Creepy Clowns: Folklorist Says Hype Will Die Down Soon, No Need To Be Scared
A folklorist has both good news and bad news about the recent influx of creepy clowns sightings: they’ll likely fade away soon, but they may make their way back periodically in years to come.
People reports that folklorist, editor, and writer, Benjamin Radford, author of the non-fiction book Bad Clowns, broke down the numerous clown sightings over the past several months and said that there are two different groups being sighted. Although both groups are scaring people across the nation, only one group, the “stalker clowns,” according to Radford, leave behind evidence.
Scary clowns always in the headlines these days. Take our poll: Do you think clowns are creepy? https://t.co/dT2rjSLccB pic.twitter.com/85rNyab721
— Star Tribune Variety (@entertain_mn) October 5, 2016
Radford claimed that the stalker clowns generally aren’t into physically harming anyone, but instead, they seek publicity for their stunts. The folklorist referred to the group as “low risk” clowns, who want to hear about their antics in the news.
Clowns defend their craft amid creepy clown sightings https://t.co/2Fn0EPUXGJ pic.twitter.com/MQRGcXKH2O
— CBC Montreal (@CBCMontreal) September 29, 2016
The other group, the “phantom clowns,” are typically spotted by children. They’re never actually seen by anyone else or caught, but it doesn’t necessarily mean that these clowns live in a child’s imagination. Radford stated that the person behind the clown mask may be real, but there isn’t any evidence to back up the sightings. He also added that to date, there are no confirmed cases of clowns abducting, molesting, or killing children.
“The fact is, to date, there are no confirmed reports of any clowns actually abducting, harming, killing [or] molesting kids. There just aren’t. There are zero.”
Phantom clown sightings grew in popularity during the 1980s, when “Satanic panic” was widespread across the country. Radford indicated that phantom clowns may have actually originated during this time, when the U.S. experienced “social uncertainty.” He said that the nation is once again experiencing social uncertainty, which may coincide with the new batch of phantom clowns appearing.
“America is once again in the middle of social anxiety.”
So far this year, 39 states have reported creepy clown sightings. The list is growing to include other countries. The Age reports that creepy clowns were recently spotted in Victoria, Australia, by a number of people.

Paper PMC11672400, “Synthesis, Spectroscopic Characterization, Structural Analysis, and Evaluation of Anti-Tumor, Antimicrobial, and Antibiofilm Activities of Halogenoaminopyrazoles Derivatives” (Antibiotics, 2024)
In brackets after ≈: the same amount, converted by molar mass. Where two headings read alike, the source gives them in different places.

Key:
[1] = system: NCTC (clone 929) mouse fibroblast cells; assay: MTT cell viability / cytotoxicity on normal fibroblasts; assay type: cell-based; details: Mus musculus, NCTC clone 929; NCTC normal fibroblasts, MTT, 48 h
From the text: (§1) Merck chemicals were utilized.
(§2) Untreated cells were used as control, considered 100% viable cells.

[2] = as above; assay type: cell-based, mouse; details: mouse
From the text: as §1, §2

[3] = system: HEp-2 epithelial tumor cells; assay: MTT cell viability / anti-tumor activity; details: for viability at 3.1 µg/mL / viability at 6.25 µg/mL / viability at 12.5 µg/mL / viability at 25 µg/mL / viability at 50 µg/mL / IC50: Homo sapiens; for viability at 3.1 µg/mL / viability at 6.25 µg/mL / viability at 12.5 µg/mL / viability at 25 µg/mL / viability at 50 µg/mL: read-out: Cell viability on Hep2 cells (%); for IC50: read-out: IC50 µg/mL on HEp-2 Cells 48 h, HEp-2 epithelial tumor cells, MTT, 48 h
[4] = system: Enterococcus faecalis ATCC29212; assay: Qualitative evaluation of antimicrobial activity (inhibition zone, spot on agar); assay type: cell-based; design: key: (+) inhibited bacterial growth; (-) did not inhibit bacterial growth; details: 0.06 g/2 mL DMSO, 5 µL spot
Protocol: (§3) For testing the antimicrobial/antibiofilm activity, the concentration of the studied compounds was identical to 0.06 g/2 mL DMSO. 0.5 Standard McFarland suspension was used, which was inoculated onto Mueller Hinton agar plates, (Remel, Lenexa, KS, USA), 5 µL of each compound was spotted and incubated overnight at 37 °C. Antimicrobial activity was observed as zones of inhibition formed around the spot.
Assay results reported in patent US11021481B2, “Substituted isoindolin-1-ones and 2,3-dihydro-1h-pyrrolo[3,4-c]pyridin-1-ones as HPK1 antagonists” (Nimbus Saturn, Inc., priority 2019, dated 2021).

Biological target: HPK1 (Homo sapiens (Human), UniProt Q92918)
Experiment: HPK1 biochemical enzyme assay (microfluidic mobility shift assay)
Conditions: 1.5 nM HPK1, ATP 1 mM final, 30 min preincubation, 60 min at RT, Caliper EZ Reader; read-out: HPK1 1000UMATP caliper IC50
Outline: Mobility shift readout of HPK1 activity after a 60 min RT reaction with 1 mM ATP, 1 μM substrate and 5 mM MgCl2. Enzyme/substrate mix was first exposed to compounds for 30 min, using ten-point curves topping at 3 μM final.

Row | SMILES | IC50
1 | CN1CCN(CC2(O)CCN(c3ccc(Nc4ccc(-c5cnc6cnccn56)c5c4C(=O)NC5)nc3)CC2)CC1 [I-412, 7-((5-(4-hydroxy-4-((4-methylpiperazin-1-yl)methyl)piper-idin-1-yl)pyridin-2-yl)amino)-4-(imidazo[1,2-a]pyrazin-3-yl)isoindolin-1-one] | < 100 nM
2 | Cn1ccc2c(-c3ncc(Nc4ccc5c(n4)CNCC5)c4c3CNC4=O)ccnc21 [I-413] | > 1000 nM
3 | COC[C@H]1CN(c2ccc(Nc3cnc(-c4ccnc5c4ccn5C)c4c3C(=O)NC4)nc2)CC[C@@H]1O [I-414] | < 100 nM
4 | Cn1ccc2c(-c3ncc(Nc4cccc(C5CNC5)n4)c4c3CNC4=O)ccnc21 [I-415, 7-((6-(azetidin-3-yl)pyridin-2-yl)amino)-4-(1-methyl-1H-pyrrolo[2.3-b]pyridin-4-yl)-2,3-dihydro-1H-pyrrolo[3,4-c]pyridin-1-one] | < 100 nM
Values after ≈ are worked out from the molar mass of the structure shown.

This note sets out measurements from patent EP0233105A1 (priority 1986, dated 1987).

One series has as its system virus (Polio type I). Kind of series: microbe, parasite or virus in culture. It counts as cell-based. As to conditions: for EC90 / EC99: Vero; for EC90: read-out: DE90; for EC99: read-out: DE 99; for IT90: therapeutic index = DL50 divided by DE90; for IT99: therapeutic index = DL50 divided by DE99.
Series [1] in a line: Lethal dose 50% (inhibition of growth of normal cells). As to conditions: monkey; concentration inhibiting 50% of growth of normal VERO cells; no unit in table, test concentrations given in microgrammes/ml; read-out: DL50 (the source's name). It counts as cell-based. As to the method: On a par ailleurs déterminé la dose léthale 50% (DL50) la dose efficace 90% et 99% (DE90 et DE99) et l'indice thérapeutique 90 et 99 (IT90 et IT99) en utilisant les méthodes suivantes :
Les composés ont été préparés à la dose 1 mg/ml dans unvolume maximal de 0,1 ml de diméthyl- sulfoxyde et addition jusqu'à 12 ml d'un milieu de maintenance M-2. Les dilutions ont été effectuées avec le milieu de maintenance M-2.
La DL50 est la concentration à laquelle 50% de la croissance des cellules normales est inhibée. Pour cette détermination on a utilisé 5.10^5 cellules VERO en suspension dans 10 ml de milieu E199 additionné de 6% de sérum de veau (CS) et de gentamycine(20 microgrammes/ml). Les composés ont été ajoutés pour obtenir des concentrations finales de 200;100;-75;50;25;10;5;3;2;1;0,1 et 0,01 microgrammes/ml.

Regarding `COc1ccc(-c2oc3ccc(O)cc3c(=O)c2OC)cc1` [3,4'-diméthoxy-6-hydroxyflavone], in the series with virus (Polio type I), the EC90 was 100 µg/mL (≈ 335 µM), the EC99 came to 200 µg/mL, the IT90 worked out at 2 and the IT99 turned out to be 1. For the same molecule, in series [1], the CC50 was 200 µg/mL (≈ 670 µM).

Radford stated it’s not immediately clear what types of clowns are being spotted because isolated incidents may have sparked copycats to join in. Furthermore, adults are also reporting incidents which seem to indicate they saw phantom clowns.
“And what’s insidious about it is it’s not always crystal clear which [kind of sighting] is which.”
The onslaught of creepy clowns has caused a number people, mostly middle school and high school students, to threaten others. For instance, in Arizona, two high school teens were arrested for making “let’s play clown threats” against the Mesa School District. According to the Mesa Police Department, the students were arrested for disorderly conduct and false reports that caused anxiety “among students, parents and staff.”
In Marysville, California, another teen was arrested after making clown-related threats. Part of his post on social media included, “We’re gonna roll a dice and whatever school it lands on where [sic] gonna shoot up…”
In Florida, a 12-year-old boy is facing a second-degree felony charge after he allegedly used the video app “musical.ly” to post clown-related threats. The Palm Beach Post reports that while using the screen name “@clouning_around,” the boy posted that someone is “going to kill kids at Seven Springs Middle School on Friday the 7th of October 2016.” The post also warned, “Get ready 6th graders for your worst day and your last day.”
In Roseville, Michigan, two 18-year-old females were arrested after they reportedly dressed up as clowns and began chasing two 14-year-old girls. The frightened girls reported the incident to the Macomb County Police Department, and the two suspects, Jaime Salinis and Elandra Sledge, were arrested on disorderly conduct charges.
Radford believes that “this particular clown panic has reached its pinnacle.” He thinks there’ll likely be a few scattered creepy clown sighting between now and Halloween, but by mid-November, the novelty will wear off.
“My expectation is that there will be a few more reports between now and Halloween and after that it will taper off. And I would say by mid-November it will have essentially tapered off, there may be one or two more people arrested for pranks, and it’ll fade away and [be], ‘Hey remember that weird fall in 2016 when the clown panic happened?’ “
However, another creepy clown panic will probably happen within five years or so, but Radford said there’s really no need to panic. The creepy clowns will continue to surface over the years, but as with past sightings, most of them get thrills from making the news and scaring people, not from killing or abducting anyone.